Since I constantly experiment with new materials and techniques, the set of tools I employ varies significantly from idea to idea, object to object. Given that for every new process I either acquire an already traditionally associated tool, sometimes alter it, or devise and make a totally new type of tool, I am never fully satisfied with any of them. This makes it difficult to choose one that has the most impact on my work. However, there is a particular device that stands out in my mind, because it neither fits within a traditional definition of a tool – an extension of the hand – nor does it help me manipulate a particular material. What it does allow me do is shift my perspective, my vision and my focus. It is a device for the extension of the sense of sight: a precision industrial inspection stereomicroscope.
A microscope is not a tool, but an instrument and it is an instrument that came to industrial use from the world of science. Historically, the microscope was to reveal something that lay just beyond what could be seen with an unaided eye. Its stereo mechanism was designed to mimic and enhance the mechanics of the geometry of our vision. In physics, it brought to light the components of matter, in biology and medicine, the components of living organisms. The microscope enabled miraculous feats of observation and became the connector, a mediator between the levels of existence: the very tangible and its underlying nature. The presence of such devices not only stood for a stamp of methodical scientific inquiry, but also the incidence of the imagination, the creative drive to search for the essence of the physical world.
This capacity to break down the total into its components and details and at the same time reveal something unexpected is what I love about using this device. Just like a viewfinder on a camera, the microscope enables me to shift perspectives and to frame my focus on a very specific area of the object or a material. While most of the time this has a very practical aim – to fit things more precisely (that’s actually what originally drew me to metalsmithing) – I find that it also allows me to shift my physical presence to a different level. As I look through the scope, right away the movements of my hands slow down, the heart rate and breathing follow and become more precise and efficient. Every little tick of the finger now corresponds to something gargantuan. And the hand tool I just used for a different operation without the scope no longer seems to be that perfect for the job, looks bulky and clumsy next to the parts that need to be merged. And yes, in that case I make more tools that allow me to accomplish the task. Also under the microscope, of course.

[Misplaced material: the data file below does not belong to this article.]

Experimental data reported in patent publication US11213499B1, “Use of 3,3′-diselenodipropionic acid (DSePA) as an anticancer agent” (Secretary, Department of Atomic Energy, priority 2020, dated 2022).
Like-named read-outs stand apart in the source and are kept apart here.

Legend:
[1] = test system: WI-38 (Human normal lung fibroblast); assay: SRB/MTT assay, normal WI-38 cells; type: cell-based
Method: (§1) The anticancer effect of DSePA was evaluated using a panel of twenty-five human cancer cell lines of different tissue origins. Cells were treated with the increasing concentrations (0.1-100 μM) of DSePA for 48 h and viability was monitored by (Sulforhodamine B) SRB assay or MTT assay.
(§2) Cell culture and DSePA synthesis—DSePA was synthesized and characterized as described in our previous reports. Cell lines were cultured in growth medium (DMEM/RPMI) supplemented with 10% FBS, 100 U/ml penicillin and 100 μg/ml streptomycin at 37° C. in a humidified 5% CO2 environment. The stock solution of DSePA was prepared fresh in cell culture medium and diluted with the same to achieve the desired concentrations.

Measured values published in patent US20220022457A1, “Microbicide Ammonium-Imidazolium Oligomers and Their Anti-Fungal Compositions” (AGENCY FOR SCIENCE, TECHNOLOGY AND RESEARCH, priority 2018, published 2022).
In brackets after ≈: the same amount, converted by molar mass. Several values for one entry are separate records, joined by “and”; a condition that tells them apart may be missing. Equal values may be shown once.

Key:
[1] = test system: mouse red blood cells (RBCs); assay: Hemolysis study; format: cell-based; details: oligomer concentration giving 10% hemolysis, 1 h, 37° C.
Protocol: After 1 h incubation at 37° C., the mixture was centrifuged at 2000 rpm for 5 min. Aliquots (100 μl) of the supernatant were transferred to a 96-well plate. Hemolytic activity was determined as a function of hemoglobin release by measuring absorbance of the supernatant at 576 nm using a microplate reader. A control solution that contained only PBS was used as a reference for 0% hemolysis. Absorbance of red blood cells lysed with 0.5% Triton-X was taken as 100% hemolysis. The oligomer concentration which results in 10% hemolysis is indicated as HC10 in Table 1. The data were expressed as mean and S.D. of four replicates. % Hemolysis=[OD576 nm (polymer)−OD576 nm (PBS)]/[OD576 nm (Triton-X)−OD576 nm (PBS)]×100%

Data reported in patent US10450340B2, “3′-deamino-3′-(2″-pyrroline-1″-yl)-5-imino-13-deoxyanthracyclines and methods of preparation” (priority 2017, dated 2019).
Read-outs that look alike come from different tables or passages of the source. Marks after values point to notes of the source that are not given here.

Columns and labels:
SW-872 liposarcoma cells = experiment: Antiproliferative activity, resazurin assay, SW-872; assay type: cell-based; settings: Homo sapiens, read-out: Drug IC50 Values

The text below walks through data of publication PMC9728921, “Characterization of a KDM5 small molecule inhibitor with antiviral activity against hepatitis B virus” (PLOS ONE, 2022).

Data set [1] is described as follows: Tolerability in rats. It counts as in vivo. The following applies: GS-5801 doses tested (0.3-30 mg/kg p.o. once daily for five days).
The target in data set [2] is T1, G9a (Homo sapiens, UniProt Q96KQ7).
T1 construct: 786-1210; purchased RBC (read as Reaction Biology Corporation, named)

So while I now mostly use the microscope only when I need to work out something very tiny, I still keep looking thorough it when I space out, as if into another dimension – and also when I need to feel that there is still something out there that I missed, or is yet to be revealed.
Sergey Jivetin is a past recipient of the AJF Emerging Artists Award and the Herbert Hoffman Preis. He is a graduate from SUNY New Paltz and the Parsons School of Design. He was born in Uzbekistan and now lives in the United States.